Yesterday I passed by a bookstore display of *The Numberlys* by William Joyce and Christina Ellis,* and my children’s math radar buzzed – was this some hot new math picture book that should be on my radar? So I stopped, and I read the book, cover to cover (it’s not long). And it turns out that it’s not a math book…but the math teacher/math lover/math advocate in me had a strong negative reaction to the message about math that it nevertheless sends.

I hate to write a negative review of *The Numberlys*, because it has so many charming qualities – beautiful illustrations, a cute and quirky setting, a message about creativity and nonconformity and cooperation that doesn’t (to me) feel tired or trite. It’s cute, it’s different, it’s fun.

But my problem with the book, and I think it’s a relevant one whether or not this particular picture book has crossed your parent path, is with the subtle message it sends about numbers and, therefore, mathematics.

Here’s the plot summary, directly from Amazon:

Once upon a time there was no alphabet, only numbers…Life was…fine. Orderly. Dull as gray paint. Very…numberly. But our five jaunty heroes weren’t willing to accept that this was all there could be. They knew there had to be more.

So they broke out hard hats and welders, hammers and glue guns, and they started knocking some numbers together. Removing a piece here. Adding a piece there. At first, it was awful. But the five kept at it, and soon it was…artful! One letter after another emerged, until there were twenty-six. Twenty-six letters—and they were beautiful. All colorful, shiny, and new. Exactly what our heroes didn’t even know they were missing.

And when the letters entered the world, something truly wondrous began to happen…Pizza! Jelly beans! Color! Books!

The message? Numbers are gray, dull, orderly but boring, and definitely *not* colorful and creative. That’s what letters are for!

Do you see the problem with this message? It’s a message that I doubt Joyce and Ellis intended to send, and it’s a message easily overlooked. But it’s a message gets repeated over and over to children. Math is boring. Words are fun. Math is rigid and structured and words are beautiful and creative. I am particularly attuned to these messages because I was a child bursting with imagination (like most children!) and I got the message – math had no place for me and my creativity. It wasn’t until college that the message was disrupted and I discovered I could find just as much beauty and creativity (just of a different kind) in the world of numbers.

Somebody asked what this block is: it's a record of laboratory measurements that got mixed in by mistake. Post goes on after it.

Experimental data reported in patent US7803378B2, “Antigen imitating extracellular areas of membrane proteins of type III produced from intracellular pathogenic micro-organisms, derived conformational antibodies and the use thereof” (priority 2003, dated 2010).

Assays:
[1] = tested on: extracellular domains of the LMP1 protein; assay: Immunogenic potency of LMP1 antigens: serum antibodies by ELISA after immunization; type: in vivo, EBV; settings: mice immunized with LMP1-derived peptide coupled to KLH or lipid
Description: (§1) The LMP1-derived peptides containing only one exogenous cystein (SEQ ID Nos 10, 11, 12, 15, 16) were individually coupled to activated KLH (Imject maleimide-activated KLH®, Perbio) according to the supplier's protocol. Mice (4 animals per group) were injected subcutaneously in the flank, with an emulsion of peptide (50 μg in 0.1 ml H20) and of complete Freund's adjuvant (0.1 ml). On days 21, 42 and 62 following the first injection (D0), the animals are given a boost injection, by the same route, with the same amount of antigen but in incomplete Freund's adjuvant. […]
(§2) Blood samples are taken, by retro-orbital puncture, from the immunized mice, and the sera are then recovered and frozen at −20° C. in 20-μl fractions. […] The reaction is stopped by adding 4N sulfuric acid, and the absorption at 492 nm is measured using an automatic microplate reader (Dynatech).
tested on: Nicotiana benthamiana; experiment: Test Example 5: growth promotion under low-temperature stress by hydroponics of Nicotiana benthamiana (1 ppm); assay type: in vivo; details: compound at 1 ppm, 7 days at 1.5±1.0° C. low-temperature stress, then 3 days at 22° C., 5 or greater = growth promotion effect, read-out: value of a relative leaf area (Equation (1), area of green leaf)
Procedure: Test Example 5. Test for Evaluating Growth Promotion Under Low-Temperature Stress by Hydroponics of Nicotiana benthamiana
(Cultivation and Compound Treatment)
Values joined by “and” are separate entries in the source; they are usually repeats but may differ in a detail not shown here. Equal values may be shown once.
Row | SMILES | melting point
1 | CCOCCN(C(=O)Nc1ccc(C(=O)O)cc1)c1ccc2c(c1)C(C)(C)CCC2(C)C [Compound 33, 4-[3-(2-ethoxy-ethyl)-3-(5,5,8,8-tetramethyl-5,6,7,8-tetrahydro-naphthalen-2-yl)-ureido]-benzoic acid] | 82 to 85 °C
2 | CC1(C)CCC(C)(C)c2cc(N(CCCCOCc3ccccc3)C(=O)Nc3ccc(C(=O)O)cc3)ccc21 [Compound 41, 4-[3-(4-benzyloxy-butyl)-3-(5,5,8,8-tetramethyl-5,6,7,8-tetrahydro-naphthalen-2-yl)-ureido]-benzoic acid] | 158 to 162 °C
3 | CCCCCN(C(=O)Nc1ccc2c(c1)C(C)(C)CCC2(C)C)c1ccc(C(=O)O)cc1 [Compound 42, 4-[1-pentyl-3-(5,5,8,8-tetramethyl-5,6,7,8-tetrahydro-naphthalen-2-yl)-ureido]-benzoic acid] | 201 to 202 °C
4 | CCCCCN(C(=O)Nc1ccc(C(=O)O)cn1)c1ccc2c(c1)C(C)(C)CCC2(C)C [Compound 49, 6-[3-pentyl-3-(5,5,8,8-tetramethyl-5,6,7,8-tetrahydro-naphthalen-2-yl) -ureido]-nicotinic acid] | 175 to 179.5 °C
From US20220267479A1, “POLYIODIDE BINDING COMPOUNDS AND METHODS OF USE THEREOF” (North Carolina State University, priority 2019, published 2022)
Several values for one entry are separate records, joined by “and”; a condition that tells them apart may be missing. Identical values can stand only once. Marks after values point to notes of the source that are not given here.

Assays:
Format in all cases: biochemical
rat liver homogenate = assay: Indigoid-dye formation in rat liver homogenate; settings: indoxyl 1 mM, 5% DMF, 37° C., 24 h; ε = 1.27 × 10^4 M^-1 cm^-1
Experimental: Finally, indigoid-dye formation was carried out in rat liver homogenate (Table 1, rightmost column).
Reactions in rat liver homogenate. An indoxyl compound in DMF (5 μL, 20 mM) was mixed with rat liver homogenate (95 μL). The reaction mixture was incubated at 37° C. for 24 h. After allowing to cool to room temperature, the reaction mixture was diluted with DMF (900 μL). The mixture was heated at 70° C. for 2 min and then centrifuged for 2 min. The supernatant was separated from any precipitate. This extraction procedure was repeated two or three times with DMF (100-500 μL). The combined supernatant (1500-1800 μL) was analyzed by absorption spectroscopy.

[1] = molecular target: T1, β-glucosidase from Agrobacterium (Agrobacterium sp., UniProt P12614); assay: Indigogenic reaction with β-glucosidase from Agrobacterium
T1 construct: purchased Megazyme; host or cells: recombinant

As parents, we can help combat that message by recognizing it, and by countering it. Have you heard of the praise-to-criticism ratio? This originally comes (as far as I can tell) from a study at my alma mater, the University of Michigan, examining low- and high-functioning business teams. They found that the praise-to-criticism ratio in high functioning teams was almost 6 to 1. That is, every criticism was balanced out by six compliments. I’ve heard this idea extended to marriages, sibling relationships, and parent-child relationships as well, and I like to think (with, admittedly, no solid research to back myself up) that a similar idea might apply to math messaging: for every (subtle or not-so-subtle) negative message a child gets about mathematics, they should hear six positive messages.

And so with that in mind, here are six positive messages I’d like to send out in response to the unfortunate negative message in *The Numberlys*.

*Math-terpieces: The Art of Problem Solving* by Greg Tang (get your art and math fix at the same time!)

*Anno’s Mysterious Multiplying Jar* by Masaichiro and Mitsumasa Anno

*How Much is a Million?* by David M. Schwartz (my husband still remembers this one from *Reading Rainbow*)

*Math Curse* by Jon Scieszka and Lane Smith

*G is for Googol**: A Math Alphabet Book* by David M. Schwartz

*The Boy Who Loved Math: The Improbable Life of Paul Erdos* by Deborah Heiligman and LeUyen Pham

**What are some of your favorite math-positive books for kids?**